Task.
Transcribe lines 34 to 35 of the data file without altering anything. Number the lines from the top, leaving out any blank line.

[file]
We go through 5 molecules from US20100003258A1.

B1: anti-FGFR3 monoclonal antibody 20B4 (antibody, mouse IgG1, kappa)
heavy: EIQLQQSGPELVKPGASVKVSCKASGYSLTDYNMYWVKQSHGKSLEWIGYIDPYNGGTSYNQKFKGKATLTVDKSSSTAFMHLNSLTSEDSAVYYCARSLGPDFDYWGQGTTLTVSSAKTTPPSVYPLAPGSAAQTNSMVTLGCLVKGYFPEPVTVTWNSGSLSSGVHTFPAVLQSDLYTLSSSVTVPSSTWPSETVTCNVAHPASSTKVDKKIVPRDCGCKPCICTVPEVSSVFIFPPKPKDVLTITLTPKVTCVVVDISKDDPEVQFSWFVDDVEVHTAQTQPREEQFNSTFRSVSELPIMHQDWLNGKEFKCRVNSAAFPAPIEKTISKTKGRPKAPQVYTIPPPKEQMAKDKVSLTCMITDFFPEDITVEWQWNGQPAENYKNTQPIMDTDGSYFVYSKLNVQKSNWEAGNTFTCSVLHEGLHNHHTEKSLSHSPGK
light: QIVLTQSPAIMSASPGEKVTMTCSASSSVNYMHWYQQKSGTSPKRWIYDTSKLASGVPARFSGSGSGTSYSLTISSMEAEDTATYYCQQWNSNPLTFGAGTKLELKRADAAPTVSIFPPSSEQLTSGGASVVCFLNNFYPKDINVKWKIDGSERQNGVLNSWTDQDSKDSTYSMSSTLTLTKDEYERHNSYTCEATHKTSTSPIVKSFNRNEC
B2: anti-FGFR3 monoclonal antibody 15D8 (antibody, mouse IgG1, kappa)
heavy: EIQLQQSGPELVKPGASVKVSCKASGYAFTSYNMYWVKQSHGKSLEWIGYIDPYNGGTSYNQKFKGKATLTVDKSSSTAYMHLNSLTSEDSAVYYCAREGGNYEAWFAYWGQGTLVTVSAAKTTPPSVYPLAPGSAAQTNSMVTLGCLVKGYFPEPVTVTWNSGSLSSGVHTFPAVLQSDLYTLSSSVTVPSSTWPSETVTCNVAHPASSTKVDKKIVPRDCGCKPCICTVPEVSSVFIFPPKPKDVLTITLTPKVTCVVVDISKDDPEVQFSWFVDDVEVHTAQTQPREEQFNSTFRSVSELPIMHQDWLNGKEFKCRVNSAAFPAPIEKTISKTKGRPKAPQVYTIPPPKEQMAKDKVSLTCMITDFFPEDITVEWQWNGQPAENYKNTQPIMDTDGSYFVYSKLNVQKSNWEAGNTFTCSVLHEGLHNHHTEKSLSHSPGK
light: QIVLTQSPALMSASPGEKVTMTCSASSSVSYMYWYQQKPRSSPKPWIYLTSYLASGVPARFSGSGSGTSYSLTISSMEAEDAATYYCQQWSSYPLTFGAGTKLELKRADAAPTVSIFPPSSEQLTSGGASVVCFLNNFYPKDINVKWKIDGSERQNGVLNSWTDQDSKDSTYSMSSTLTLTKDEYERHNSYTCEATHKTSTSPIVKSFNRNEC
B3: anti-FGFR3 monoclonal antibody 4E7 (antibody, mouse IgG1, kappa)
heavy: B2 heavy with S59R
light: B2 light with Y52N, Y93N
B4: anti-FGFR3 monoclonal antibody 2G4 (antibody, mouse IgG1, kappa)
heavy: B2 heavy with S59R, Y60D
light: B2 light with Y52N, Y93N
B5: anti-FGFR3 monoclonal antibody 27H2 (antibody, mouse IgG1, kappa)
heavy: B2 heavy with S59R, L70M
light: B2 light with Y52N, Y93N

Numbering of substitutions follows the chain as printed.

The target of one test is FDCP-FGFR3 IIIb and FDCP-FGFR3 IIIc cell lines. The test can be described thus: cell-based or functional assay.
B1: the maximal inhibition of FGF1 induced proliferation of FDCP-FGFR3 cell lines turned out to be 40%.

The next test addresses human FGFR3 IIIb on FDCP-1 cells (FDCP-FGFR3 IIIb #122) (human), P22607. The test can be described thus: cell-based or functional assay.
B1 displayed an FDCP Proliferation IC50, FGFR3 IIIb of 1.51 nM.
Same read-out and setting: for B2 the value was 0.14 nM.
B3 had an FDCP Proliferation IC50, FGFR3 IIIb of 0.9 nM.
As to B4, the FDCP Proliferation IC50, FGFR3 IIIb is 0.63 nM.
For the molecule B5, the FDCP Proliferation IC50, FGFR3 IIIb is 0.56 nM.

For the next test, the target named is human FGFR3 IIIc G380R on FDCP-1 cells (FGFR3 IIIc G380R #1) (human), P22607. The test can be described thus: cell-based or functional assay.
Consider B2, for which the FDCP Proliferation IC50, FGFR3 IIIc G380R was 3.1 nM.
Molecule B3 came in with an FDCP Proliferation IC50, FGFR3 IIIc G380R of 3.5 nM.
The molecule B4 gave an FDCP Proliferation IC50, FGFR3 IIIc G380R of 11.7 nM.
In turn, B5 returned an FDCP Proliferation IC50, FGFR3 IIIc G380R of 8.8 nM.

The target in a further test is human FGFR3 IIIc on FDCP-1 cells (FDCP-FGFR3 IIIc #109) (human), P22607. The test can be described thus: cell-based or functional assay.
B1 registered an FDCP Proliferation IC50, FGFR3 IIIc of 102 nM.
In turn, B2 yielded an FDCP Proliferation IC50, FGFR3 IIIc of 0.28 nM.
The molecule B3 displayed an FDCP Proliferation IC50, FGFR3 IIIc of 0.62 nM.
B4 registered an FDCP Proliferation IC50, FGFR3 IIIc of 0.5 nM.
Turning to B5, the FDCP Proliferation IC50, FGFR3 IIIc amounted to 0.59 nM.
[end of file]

The molecule B3 displayed an FDCP Proliferation IC50, FGFR3 IIIc of 0.62 nM.
B4 registered an FDCP Proliferation IC50, FGFR3 IIIc of 0.5 nM.